This morning, I practically spit my coffee up when I read this headline on my Military.com newsletter. I clicked on it like most of you and was linked to an article written by Tom Philpott about a DOD study in favor of cutting overall military pay.
I knew that what followed would probably be more like propaganda than actual journalism based on the spin of the titles. Military.com lead off with, Study: Troops Paid More Than Most Civilians. Philpott’s title is below.
In his article, MilPay Higher Than Ever Compared to Civilians, Philpott seems to support the claim that today’s military is paid too much. Really, the comparison was like comparing apples to asparagus.
Here’s a little background and why I’m not surprised Philpott took this position.
Tom Philpott is a well-known veteran and journalist. He is usually pretty good but is sometimes off the mark, especially when the subject deals with budget cuts focused on military pay or veterans benefits.
For example, Philpott recently supported a push to reduce funding for the Veterans Health Administration. That legislation would have left 130,000 veterans without health care. But since the veterans in question “were not poor,” cutting VHA health care was okay, according to Philpott, the Congressional Budget Office, and Republicans in Congress.
Philpott & Military.com got the QRMC Wrong
Here, Military.com and Philpott should have read the entire report their article was based on prior to publishing it. The report was the 11th Quadrennial Review of Military Compensation (QRMC). If they applied a little common sense, they would have realized the comparison is faulty.
Instead, Philpott merely repeats what the report claims without applying analysis.
I’ll summarize his points and then explain why Philpott’s lack of analysis of the data scores a resounding “FAIL” on the common sense meter.
Here are excerpts from “MilPay Higher Than Ever Compared to Civilians”:
- The military gained its lead with annual raises from 2000 to 2010 that exceeded private sector wage growth and some extra increases in housing allowances to eliminate average out-of-pocket rental costs. Meanwhile, civilian pay growth stalled as markets collapsed and jobs disappeared.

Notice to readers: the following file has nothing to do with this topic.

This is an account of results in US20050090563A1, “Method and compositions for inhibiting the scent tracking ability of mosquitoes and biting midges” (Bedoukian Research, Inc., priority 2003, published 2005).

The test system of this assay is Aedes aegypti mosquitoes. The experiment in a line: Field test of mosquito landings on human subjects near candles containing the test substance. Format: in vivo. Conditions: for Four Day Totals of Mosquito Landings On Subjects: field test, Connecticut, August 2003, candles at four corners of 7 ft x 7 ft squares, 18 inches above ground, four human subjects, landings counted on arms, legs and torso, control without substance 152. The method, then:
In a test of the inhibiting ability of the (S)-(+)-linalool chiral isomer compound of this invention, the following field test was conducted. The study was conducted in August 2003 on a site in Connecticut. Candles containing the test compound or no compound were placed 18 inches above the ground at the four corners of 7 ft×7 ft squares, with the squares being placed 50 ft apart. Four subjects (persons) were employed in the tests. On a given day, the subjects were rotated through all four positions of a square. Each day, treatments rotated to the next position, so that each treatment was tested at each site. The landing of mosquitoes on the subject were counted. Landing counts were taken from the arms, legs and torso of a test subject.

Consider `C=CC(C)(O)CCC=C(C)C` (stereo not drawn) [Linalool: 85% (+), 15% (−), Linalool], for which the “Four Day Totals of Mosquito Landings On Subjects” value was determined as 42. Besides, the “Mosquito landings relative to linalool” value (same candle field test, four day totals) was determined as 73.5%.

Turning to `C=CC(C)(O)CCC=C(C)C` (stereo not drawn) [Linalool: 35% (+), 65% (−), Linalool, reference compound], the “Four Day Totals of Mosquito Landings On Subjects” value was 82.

- Officer pay by 2009 exceeded salaries of 83 percent of civilian peers of similar age with bachelor and masters degrees. Enlisted are compared to workers with high school diplomas, some college or associate’s degrees.
- To make its pay comparisons, the QRMC used Regular Military Compensation, which combines basic pay with Basic Allowance for Housing (BAH) and Basic Allowance for Subsistence (BAS) plus the federal tax advantage on the tax-free allowances.
- By 2009, the report says, average RMC for enlisted exceeded the median wage for civilians in each comparison group — high school diploma, some college and two-year degrees. Average RMC was $50,747 or “about $21,800 more than the median earnings for civilians from the combined comparison groups.”
Source: Military.com [/box_light]
Philpott goes on to interview one Marine who claims he may be overpaid. He quotes Staff Sgt. Andrew Gallagher as conceding the point of the QRMC, “If someone wants to claim he is overpaid, the staff sergeant concedes, well he might be. Because even if his pay were frozen for the rest of his career, he told me, he’d still stay a Marine.”
So, Philpott’s purpose in adding that statement is to show that we can conclude, so long as a person is willing to still wear their uniform during pay cuts, that the person is then overpaid. Now let’s follow that line of thinking to a logical conclusion for military pay and policy.